How Introverts and Extroverts Make Great Teams

We get a load of questions about what it’s like working together as a husband and wife team. Folks are curious and they should be.

It’s a bit odd.

But at the same time it’s really not.

What is more unique about our situation is the Introvert/Extrovert combo we’ve got going on.

Allie is more of an Introvert while I (Adam) am an extrovert. Here’s a few challenges and a few advantages of the introvert/extrovert team:

3 Challenges of the Introvert/Extrovert Team

1. Listen To Your Gut. Then Do The opposite.

When we have challenges in business, my reaction is to do more marketing, networking and PR. In a nearly comical example, Allie was expressing her desire to do remarkable work. I responded by explaining that she needed to do more public speaking….

When you’re partnering with someone who’s wired the opposite as you, it’s important to remember that your natural instincts are going to seem like foolishness to them. And vice-versa.

2. Alone Time? Networking Time?

Having a clearly defined schedule is important. There are times I look at Allie and say “I need to hang with friends and not be productive. I need that.”

She looks me in the eyes and says “I have a day of meetings tomorrow, so tomorrow night I’m going to be exhausted.”

3. Brainstorming Scheduled In Advance

I LOVE being invited to brainstorm and contribute without needing anything prepared. As an extrovert, I process ideas externally.

As an introvert, Allie brainstorms best when our topics are laid out a day in advance. An introvert will typically contribute MUCH less when put on the spot.

By outlining those topics 24 hours in advance, it allows an introvert to contribute much more.

[Thanks to Tim Miles for this tip]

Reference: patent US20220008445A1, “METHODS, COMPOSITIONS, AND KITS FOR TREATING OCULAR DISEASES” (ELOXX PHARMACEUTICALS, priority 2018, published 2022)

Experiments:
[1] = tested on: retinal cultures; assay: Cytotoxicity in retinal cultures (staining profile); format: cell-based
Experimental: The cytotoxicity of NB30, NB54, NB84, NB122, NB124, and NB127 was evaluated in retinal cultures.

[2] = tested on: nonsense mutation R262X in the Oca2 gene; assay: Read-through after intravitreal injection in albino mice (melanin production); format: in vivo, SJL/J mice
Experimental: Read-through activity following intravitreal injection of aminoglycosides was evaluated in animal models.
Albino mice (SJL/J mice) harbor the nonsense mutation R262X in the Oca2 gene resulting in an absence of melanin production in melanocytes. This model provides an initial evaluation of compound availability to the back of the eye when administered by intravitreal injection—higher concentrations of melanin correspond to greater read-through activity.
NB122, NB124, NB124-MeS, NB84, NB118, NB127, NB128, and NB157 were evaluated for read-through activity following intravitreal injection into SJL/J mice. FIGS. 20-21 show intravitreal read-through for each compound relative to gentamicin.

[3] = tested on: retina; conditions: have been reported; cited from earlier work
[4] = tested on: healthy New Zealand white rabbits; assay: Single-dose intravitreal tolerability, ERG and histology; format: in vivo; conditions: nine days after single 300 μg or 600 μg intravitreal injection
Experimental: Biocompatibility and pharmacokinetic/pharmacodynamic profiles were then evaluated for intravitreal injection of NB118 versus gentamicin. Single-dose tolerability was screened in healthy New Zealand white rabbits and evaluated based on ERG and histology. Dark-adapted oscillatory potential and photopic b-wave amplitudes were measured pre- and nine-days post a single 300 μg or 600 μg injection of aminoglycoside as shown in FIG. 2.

3 Advantages to the Introvert/Extrovert Team

1. You Get the Best of Both Worlds

I used to be very bad at spending time by myself. My best days used to be when I was with other people from morning until late in the evening. Now I’m a bit more balanced. I’ve found a way to be with myself and not be restless.

And though she’s an introvert, Allie has benefited from me dragging her to events.

Yin & Yang. Bonnie & Clyde. Peas in a Pod.

(You get the picture….)

2. Seeking To Understand

One of Stephen Covey’s 7 Habits of Highly Effective People is, “Seek first to understand, then be understood.”

When you’re working with someone who’s wiring is opposite yours, “seeking first to understand” becomes a way of life. And this is a good thing.

I am much more considerate of introverted clients, partners and vendors. I have a much better understanding for how they’ll react. Allie now has a much better understanding of the extremely relational clients with whom we work.

With better understanding comes better relationships.

3. Strong When You Are Weak

When we need to lock ourselves in the office and crank on work for 7 hours, who do you think carries the team? Allie.

When we need to handle a relationship with a wild client, who gets that? Adam.

Part of the beauty of an Introvert/Extrovert team is having someone you know will handle the things that drain you.


Working with an introvert has been the most rewarding business relationship I have had to date. While it requires effort, it can flow very, very naturally. Extroverts benefit greatly from introverts. Introverts fly further with an extrovert by their side.

How have you experience working with introverts or extroverts? Have any tips? Share in the comments.

August 13, 2013
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